We become, in a very real sense, dependent on – even addicted to – convenience and instant gratification. And, as with any addiction, the “highs” get less intense, the “lows” get lower, and the dependency grows stronger as time goes on.
Corporations know this and, as we become more dependent, they have less incentive to provide that high. Because. They. Have. Us. Hooked. Once they do, shareholder and consumer interests that once seemed aligned in the quest for convenience are no longer in sync. For corporations, convenience was always just a means to an end: maximizing profits for shareholders. Once it no longer serves that purpose, corporations will discard it like yesterday’s news.
When’s the last time you stopped at a full-service gas station or were put directly through to a live operator willing and able to answer your questions? It’s probably been a while. That kind of service has largely gone by the wayside, and (in most places) you no longer have any option but to pump your own gas or navigate that phone tree. It all happened right under our noses, so gradually we barely noticed. But now, here we are, and we’re no turning back.
Once they’ve eliminated all our other options, corporations have no more incentive to provide service, convenience, low prices or anything else. The consumer becomes irrelevant, and only the shareholder matters. Instead of personal service, we get automated phone trees and overseas operators. Instead of quality, we get planned obsolescence. We were supposed to have learned this lesson more than a century ago, when monopolies were working employees to death (literally in some cases) and foisting off bogus “miracle cures” on consumers. But apparently, we’re going to have to learn it all over again.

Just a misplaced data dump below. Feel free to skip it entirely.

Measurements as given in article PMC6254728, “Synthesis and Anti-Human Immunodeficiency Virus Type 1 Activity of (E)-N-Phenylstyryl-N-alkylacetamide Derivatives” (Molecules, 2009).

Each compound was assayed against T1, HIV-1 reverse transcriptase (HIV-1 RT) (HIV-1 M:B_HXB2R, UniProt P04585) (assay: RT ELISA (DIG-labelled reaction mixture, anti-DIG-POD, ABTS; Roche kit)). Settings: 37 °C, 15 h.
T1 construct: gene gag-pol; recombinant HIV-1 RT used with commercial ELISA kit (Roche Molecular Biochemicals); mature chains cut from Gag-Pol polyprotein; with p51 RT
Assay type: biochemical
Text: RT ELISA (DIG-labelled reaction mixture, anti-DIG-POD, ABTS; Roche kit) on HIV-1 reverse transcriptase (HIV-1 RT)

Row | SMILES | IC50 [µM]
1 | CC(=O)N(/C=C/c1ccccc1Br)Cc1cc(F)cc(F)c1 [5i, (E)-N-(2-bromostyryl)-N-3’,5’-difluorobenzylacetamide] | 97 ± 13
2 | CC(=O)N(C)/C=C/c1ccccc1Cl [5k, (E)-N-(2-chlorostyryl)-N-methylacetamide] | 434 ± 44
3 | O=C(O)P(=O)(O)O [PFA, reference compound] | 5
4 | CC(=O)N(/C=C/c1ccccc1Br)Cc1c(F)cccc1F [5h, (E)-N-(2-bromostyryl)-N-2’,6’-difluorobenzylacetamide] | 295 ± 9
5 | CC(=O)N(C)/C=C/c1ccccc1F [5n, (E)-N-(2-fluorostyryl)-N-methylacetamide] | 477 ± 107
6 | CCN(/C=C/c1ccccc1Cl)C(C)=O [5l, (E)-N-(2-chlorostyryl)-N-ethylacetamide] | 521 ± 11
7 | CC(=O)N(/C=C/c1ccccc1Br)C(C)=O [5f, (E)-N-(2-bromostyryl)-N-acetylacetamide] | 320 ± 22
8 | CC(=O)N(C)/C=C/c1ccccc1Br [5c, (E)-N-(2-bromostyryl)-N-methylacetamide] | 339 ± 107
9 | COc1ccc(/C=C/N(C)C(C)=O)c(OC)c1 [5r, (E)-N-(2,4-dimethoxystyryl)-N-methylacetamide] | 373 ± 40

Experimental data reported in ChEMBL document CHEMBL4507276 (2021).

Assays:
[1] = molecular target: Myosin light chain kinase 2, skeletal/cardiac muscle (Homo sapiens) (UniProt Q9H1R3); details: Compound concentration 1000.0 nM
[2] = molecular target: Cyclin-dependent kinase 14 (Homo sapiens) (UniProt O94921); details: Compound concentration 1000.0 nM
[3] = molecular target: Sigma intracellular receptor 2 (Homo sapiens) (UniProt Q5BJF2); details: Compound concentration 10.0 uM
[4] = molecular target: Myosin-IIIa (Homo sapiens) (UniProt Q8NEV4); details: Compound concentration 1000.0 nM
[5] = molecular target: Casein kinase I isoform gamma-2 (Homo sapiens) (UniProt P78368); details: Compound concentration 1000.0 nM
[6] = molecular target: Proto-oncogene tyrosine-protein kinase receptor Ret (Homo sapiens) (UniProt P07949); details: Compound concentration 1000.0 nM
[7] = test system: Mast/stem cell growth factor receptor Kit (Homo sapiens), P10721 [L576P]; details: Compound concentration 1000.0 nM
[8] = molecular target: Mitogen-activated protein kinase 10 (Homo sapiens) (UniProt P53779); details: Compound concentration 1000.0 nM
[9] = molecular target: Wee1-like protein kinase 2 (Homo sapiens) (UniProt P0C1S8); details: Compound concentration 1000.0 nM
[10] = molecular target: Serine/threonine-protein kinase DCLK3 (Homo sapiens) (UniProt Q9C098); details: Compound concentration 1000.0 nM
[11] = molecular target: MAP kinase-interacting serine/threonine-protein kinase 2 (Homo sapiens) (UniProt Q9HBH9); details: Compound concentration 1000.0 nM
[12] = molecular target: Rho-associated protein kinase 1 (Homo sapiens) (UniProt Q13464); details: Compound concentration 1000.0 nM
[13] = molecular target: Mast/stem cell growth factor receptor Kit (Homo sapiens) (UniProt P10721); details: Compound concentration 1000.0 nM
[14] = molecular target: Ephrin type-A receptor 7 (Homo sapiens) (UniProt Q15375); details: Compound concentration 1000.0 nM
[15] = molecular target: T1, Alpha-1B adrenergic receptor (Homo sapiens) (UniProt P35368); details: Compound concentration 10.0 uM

Capitalism works well when it encourages competition; when it discourages it, it’s toxic.
Want evidence? What ever happened to Marshall Field’s or Rich’s or Filene’s or Jordan Marsh? They’re all Macy’s now. Every single one of them. In the 1960s, there were dozens of regional discount retailers; today, there’s Walmart. And Target.
As Facebook has all but cornered the market on social media access, has it become more flexible or more controlling? Have those controls become more in tune with the user or the shareholder? Since Facebook went public, its quest to maximize profits by allowing corporations access to personal profiles – and by looking the other way on Russian interference – has been widely publicized. But we still use it because most of our friends are there, not on Ello or MeWe. We’re addicted. We’re stuck.
The government, meanwhile, enables and accelerates this process. It’s no secret why this happens: The same corporations that have the money to invest in business have the money to lobby Capitol Hill – to their benefit, and to the detriment of their competitors.
Many of those competitors are small businesses, who then have little choice but to go public themselves so they can get money to pay for their own lobbyists.
The 2018 tax cut is a great example of how this works. Whom did it benefit most? Small businesses that need help to compete or corporations that will use the advantages to consolidate their stranglehold and eliminate even more choices?
We know the answer to that question.
Before the trust-busters broke up Standard Oil’s monopoly at the dawn of the 20th century, cartoonists portrayed it as an octopus, with its tentacles wrapped around everything from the U.S. Capitol to statehouses to investors. Walmart, Amazon, Facebook, Google and others are on the brink of becoming today’s version of Standard Oil.
Customer service died decades ago. Convenience is on its last legs. Can a return to snake oil and sweatshops be far behind?